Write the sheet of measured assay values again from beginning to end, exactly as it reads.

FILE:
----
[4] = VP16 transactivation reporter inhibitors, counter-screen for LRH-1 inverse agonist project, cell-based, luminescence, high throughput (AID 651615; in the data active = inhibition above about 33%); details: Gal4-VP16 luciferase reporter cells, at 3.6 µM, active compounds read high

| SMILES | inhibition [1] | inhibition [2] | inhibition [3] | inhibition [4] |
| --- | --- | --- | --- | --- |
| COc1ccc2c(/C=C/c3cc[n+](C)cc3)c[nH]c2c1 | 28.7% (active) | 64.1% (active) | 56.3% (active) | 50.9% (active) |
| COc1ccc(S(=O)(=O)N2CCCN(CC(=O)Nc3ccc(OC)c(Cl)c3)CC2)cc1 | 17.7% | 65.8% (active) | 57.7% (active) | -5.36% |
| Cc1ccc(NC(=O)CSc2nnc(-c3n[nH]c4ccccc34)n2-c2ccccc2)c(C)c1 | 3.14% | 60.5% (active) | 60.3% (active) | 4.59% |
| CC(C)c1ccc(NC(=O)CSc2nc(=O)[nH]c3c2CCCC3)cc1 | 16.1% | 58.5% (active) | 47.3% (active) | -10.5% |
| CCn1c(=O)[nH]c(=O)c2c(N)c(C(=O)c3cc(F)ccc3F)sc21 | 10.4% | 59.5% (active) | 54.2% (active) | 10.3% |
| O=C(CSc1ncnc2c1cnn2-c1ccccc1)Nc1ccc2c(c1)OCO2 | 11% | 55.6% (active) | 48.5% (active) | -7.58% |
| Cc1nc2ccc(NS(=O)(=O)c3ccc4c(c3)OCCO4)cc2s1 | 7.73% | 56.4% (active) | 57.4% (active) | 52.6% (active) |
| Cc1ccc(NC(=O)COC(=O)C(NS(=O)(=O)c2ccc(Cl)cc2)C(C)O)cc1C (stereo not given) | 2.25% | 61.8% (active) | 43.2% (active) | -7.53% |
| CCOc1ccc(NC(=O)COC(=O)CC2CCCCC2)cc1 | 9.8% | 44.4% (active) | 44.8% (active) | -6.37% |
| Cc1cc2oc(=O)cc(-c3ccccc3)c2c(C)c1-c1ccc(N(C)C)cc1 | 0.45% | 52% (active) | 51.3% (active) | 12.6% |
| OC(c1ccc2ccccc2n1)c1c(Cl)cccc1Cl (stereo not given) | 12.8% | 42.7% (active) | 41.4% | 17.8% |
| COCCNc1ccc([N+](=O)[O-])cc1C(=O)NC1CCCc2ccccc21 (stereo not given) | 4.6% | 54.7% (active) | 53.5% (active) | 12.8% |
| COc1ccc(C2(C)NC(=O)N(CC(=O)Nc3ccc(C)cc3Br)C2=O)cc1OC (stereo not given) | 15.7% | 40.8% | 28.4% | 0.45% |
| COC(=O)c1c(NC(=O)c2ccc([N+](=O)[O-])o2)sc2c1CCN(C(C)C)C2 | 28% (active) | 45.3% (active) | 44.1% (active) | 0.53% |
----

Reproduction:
[4] = VP16 transactivation reporter inhibitors, counter-screen for LRH-1 inverse agonist project, cell-based, luminescence, high throughput (AID 651615; in the data active = inhibition above about 33%); details: Gal4-VP16 luciferase reporter cells, at 3.6 µM, active compounds read high

| SMILES | inhibition [1] | inhibition [2] | inhibition [3] | inhibition [4] |
| --- | --- | --- | --- | --- |
| COc1ccc2c(/C=C/c3cc[n+](C)cc3)c[nH]c2c1 | 28.7% (active) | 64.1% (active) | 56.3% (active) | 50.9% (active) |
| COc1ccc(S(=O)(=O)N2CCCN(CC(=O)Nc3ccc(OC)c(Cl)c3)CC2)cc1 | 17.7% | 65.8% (active) | 57.7% (active) | -5.36% |
| Cc1ccc(NC(=O)CSc2nnc(-c3n[nH]c4ccccc34)n2-c2ccccc2)c(C)c1 | 3.14% | 60.5% (active) | 60.3% (active) | 4.59% |
| CC(C)c1ccc(NC(=O)CSc2nc(=O)[nH]c3c2CCCC3)cc1 | 16.1% | 58.5% (active) | 47.3% (active) | -10.5% |
| CCn1c(=O)[nH]c(=O)c2c(N)c(C(=O)c3cc(F)ccc3F)sc21 | 10.4% | 59.5% (active) | 54.2% (active) | 10.3% |
| O=C(CSc1ncnc2c1cnn2-c1ccccc1)Nc1ccc2c(c1)OCO2 | 11% | 55.6% (active) | 48.5% (active) | -7.58% |
| Cc1nc2ccc(NS(=O)(=O)c3ccc4c(c3)OCCO4)cc2s1 | 7.73% | 56.4% (active) | 57.4% (active) | 52.6% (active) |
| Cc1ccc(NC(=O)COC(=O)C(NS(=O)(=O)c2ccc(Cl)cc2)C(C)O)cc1C (stereo not given) | 2.25% | 61.8% (active) | 43.2% (active) | -7.53% |
| CCOc1ccc(NC(=O)COC(=O)CC2CCCCC2)cc1 | 9.8% | 44.4% (active) | 44.8% (active) | -6.37% |
| Cc1cc2oc(=O)cc(-c3ccccc3)c2c(C)c1-c1ccc(N(C)C)cc1 | 0.45% | 52% (active) | 51.3% (active) | 12.6% |
| OC(c1ccc2ccccc2n1)c1c(Cl)cccc1Cl (stereo not given) | 12.8% | 42.7% (active) | 41.4% | 17.8% |
| COCCNc1ccc([N+](=O)[O-])cc1C(=O)NC1CCCc2ccccc21 (stereo not given) | 4.6% | 54.7% (active) | 53.5% (active) | 12.8% |
| COc1ccc(C2(C)NC(=O)N(CC(=O)Nc3ccc(C)cc3Br)C2=O)cc1OC (stereo not given) | 15.7% | 40.8% | 28.4% | 0.45% |
| COC(=O)c1c(NC(=O)c2ccc([N+](=O)[O-])o2)sc2c1CCN(C(C)C)C2 | 28% (active) | 45.3% (active) | 44.1% (active) | 0.53% |